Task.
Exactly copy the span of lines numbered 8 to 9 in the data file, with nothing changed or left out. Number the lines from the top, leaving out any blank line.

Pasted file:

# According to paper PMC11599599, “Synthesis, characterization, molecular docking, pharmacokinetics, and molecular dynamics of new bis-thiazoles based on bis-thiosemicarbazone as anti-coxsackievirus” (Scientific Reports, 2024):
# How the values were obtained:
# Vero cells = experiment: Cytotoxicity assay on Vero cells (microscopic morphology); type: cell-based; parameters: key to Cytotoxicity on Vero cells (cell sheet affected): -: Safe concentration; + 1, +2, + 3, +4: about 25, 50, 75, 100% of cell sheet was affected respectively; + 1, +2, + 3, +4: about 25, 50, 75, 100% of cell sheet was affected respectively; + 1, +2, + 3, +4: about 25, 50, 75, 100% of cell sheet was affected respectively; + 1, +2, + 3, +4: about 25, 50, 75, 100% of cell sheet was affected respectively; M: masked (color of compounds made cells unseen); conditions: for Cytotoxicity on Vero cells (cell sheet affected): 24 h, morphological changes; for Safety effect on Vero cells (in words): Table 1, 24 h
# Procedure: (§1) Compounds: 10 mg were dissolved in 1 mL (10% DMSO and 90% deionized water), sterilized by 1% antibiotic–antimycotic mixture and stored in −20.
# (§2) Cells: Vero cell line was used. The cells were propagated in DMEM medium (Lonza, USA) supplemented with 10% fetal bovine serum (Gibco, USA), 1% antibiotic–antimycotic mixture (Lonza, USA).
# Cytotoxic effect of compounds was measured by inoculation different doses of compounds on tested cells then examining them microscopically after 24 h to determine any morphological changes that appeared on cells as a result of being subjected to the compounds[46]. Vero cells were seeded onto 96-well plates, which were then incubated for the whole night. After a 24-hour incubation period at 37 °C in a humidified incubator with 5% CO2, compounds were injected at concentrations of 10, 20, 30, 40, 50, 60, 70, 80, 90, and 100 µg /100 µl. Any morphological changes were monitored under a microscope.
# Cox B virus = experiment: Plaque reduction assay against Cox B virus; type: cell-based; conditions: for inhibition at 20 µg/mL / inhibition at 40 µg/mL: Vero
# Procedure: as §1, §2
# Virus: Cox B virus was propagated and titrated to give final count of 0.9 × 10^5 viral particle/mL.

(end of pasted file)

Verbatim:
# Procedure: as §1, §2
# Virus: Cox B virus was propagated and titrated to give final count of 0.9 × 10^5 viral particle/mL.